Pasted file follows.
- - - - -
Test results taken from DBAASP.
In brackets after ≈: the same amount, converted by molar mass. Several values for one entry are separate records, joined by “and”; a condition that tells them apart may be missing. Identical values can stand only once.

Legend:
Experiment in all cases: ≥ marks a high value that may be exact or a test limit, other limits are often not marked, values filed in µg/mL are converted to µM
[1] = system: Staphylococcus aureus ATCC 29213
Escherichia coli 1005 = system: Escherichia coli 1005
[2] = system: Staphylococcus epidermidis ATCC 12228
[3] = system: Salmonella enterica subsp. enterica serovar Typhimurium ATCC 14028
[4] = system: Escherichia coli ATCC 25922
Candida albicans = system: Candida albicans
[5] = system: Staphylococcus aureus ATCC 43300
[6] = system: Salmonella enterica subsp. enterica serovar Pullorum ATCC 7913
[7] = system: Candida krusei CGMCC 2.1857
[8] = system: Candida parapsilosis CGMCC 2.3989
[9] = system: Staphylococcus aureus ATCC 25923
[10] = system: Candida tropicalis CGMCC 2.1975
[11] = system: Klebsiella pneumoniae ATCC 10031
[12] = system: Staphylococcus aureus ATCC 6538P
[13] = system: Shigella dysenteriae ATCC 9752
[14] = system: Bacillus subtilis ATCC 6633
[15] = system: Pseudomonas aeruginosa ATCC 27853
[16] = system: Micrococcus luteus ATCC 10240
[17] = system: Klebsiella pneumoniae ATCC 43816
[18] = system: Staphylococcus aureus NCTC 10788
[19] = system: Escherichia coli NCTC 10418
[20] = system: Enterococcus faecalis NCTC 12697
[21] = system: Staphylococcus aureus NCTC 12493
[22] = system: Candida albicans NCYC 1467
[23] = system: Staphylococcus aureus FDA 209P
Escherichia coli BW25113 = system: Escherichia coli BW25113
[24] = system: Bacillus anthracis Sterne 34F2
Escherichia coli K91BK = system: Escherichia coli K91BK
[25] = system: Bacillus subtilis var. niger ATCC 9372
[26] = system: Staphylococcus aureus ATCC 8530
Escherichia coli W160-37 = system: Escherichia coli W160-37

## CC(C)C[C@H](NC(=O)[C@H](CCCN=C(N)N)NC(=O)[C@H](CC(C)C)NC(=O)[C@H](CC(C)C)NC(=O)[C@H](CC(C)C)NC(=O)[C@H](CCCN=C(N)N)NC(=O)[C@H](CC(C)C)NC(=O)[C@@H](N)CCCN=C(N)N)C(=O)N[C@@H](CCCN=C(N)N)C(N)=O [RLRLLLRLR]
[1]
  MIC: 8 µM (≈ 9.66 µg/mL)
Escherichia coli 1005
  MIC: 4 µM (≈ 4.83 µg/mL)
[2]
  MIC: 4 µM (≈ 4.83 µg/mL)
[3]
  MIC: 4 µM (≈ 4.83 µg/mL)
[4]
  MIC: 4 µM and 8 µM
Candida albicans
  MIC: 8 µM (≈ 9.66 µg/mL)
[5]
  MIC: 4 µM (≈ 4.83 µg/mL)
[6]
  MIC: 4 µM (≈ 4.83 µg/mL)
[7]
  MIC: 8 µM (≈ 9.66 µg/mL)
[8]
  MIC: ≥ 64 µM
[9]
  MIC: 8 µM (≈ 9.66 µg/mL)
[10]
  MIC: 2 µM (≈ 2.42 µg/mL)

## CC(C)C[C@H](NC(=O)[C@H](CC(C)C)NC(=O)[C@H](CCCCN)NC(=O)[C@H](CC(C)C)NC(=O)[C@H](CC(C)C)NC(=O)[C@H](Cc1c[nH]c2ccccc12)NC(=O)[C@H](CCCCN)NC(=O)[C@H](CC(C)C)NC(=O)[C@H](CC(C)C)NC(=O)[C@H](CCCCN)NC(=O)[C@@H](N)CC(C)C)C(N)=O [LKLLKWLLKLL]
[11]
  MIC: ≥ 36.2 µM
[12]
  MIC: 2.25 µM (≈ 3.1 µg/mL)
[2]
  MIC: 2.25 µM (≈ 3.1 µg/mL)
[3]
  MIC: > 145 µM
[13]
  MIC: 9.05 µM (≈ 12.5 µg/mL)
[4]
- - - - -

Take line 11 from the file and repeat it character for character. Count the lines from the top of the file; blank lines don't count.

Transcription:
[5] = system: Staphylococcus aureus ATCC 43300